I admire the openness of allowing yourself to kind of go to the canvas and just see what flows out. What are some of the meanings that you’ve been able to see after you finish a piece?
In my piece Hot Momma Americana I really wanted to take on the ancient motif of Mother and Child. What always stands out to me is the removal of the father in these paintings. The cherub is the spirit baby. The life of the spirit baby is about convincing their correct parents to bring them into the physical world. There’s nothing more that the spirit baby wants than to be alive in the physical world with their family but not always are the circumstances correct for that spirit to transition into the world. The spiritual baby is a protector first, but they also can be highly manipulative to protect. So, in my piece Hot Momma Americana, my spirit baby (whom I refer to as Munki Burrito) is tirelessly feeding me energy and knowledge (that maybe goes over my head sometimes). Until this very moment, the painting is unloading more conceptual epiphanies I hadn’t initially acknowledged. Munki Burrito was telling me “You better not get pregnant by that man. I absolutely will not accept him as a father. I would rather stay dead. You may not be equipped for motherhood at this time.” And low and behold, two years after the painting, I found out exactly what Munki Burrito warned me. You have to trust your brain, there are so many memories stored in there. And mind you, I haven’t read one book about Cupid, but doesn’t that make sense though? Communicating with spirits isn’t always direct, sometimes you’ll catch on later. So my approach to painting is similar to that.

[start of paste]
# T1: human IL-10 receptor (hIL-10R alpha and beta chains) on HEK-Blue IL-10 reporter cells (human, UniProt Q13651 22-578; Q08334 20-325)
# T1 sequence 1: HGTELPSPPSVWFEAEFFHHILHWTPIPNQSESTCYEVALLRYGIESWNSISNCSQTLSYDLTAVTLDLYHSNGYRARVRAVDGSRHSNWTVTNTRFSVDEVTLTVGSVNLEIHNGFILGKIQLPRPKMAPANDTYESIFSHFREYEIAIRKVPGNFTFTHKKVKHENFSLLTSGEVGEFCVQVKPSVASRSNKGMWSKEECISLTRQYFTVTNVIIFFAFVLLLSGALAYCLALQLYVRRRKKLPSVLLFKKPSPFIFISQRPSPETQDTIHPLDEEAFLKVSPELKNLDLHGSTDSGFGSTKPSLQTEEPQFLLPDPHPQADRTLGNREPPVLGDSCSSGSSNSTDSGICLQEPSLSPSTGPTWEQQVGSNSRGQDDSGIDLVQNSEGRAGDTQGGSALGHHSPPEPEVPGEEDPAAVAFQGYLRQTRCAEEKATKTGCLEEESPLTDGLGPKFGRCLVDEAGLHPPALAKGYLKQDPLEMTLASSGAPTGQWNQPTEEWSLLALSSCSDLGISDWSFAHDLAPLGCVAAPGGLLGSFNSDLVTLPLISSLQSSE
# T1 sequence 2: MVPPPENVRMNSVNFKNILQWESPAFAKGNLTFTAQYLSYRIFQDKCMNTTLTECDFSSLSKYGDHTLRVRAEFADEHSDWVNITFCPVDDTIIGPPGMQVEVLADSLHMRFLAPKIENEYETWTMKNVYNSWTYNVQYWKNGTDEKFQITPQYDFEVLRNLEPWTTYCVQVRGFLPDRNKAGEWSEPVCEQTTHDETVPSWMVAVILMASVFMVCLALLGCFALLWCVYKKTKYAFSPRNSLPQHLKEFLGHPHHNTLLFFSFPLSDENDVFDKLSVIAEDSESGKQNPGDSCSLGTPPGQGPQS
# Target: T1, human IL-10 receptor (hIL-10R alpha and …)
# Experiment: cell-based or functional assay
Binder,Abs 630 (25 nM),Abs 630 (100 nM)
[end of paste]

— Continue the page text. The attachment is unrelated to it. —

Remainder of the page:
I saw this picture of you on your Instagram, where you were playing with art. Did you know that you always wanted to be an artist?
I come from a family of artists. My dad was a musician. We grew up in Cincinnati and that’s the funk capital of the world. My mom was an esthetician and makeup artist. She used to create these crazy doilies. But I’ve always been an artist and I’ve always taken an interest in that. They would always support me and never questioned it. I was always that kid who was good at art. I remember when I was, like, five and we had to make a white rabbit mosaic project with construction paper. I remember it was super detailed. I went to Montessori schools so they’re very matriarchal, and I’m still great friends with my teachers from when I was a child. It’s really nice to still have that connection with someone who knew me from that point. It’s almost like having two mothers.
Or maybe three, the way you work with Mother Nature, too. One of the things featured prominently within your work is nature. There are these gorgeous landscapes decorated with magical forests and spectacular mountains. Are you a nature girl?
Heck yes! I have 60,000 photos in my phone, 59,000 of them are of grass. I just love painting grass, I can really zone out doing that.
You have this piece that I love, “Butterflies Are Bows,” which is also this image on your Instagram, where you’ve made your hair a flower garden. I loved seeing that as a world you literally built out.
Yes! The main photo reference is used as a mirror for me to reflect on the actual painting. I hold the photoshoot process very near and dear to my heart because it is my chance to perform and build the world I envision. The act of gathering materials is so important to my being able to build out these worlds. I have been gathering materials for years and I’ve built a nice artillery of things. I learned that from my mom, she has everything, you name it. And she always told me, “Kezia, get what you need.” No matter how much money we had at the time, we got what we needed. That mindset is something instilled, and it is why I’m able to build sets and have all of these materials, just years of investing in my visions.